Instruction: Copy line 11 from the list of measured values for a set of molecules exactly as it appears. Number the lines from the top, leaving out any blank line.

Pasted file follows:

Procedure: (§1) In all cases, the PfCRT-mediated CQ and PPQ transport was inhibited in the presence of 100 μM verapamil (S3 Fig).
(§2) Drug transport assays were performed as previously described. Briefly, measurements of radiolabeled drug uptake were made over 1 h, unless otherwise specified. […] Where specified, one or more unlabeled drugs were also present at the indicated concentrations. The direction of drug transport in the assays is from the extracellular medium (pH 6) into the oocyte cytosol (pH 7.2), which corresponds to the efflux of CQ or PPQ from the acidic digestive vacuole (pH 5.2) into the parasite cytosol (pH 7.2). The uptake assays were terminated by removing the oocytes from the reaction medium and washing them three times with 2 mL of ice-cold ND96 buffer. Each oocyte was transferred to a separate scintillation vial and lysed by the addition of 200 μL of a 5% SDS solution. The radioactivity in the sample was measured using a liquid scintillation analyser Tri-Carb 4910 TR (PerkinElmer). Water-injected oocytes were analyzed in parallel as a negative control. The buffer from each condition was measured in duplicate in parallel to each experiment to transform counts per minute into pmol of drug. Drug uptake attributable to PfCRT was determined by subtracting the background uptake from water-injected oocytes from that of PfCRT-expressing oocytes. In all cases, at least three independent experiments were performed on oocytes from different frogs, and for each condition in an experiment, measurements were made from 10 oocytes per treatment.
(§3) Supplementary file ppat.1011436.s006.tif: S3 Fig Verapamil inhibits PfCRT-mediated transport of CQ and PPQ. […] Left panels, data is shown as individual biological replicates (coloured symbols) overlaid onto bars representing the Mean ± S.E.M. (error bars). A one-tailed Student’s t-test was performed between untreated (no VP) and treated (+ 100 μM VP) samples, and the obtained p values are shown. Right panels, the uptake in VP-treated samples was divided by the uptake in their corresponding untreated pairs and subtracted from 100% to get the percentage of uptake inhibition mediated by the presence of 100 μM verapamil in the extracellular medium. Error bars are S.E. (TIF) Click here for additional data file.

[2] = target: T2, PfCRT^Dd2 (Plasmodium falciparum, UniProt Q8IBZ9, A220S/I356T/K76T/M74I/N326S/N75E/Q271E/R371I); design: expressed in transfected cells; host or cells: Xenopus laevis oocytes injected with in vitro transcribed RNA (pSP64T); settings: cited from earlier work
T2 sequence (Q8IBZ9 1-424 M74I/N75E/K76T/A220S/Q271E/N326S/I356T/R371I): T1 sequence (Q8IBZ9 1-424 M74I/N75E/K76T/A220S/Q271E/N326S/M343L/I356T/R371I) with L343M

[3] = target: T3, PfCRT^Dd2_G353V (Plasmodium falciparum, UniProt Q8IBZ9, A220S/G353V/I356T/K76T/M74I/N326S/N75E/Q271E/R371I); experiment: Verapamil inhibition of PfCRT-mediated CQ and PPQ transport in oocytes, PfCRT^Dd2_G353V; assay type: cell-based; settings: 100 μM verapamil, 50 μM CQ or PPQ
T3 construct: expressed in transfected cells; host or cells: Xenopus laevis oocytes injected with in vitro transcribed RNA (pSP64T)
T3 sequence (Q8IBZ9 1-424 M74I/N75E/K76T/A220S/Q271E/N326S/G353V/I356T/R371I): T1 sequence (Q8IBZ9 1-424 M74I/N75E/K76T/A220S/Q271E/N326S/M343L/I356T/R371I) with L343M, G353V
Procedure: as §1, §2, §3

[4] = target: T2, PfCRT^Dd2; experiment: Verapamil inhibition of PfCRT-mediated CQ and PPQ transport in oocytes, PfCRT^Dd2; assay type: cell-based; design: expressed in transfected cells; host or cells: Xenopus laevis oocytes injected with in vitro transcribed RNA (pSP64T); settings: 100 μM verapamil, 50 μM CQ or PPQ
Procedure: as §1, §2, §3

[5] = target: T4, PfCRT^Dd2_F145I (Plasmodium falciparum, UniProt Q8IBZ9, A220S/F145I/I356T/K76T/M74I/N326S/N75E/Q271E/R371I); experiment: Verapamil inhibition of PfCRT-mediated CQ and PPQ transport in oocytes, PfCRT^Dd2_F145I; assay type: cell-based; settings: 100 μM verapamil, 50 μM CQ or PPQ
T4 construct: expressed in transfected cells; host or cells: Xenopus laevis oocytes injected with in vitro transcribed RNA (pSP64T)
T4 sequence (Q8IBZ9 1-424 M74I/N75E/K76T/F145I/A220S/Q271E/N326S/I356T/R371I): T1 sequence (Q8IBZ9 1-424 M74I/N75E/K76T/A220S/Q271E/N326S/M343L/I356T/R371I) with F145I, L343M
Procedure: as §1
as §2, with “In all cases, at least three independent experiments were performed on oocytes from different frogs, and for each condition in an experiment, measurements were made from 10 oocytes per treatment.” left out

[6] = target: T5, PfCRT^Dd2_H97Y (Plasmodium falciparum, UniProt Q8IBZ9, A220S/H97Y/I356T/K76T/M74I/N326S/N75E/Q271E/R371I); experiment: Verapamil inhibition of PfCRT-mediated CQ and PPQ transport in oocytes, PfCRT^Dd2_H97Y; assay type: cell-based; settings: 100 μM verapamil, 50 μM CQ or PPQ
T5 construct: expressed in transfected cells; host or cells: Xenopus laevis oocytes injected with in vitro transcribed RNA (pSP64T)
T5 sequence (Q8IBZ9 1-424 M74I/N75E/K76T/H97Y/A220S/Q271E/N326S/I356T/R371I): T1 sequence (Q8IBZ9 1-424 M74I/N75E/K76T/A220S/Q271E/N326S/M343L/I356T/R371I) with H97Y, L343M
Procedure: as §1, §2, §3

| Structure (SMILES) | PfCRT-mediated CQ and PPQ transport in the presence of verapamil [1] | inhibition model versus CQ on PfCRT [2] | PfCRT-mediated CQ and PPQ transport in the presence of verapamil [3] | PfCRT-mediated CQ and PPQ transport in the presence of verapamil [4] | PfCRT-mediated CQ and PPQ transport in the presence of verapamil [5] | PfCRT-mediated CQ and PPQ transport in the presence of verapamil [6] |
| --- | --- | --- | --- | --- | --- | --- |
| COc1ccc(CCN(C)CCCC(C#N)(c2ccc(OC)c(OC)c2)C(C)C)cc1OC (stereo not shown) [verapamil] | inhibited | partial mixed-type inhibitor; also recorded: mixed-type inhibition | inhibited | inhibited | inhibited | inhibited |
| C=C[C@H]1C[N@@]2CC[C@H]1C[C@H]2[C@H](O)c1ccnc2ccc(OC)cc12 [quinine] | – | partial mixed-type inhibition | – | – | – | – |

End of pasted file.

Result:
Procedure: as §1, §2, §3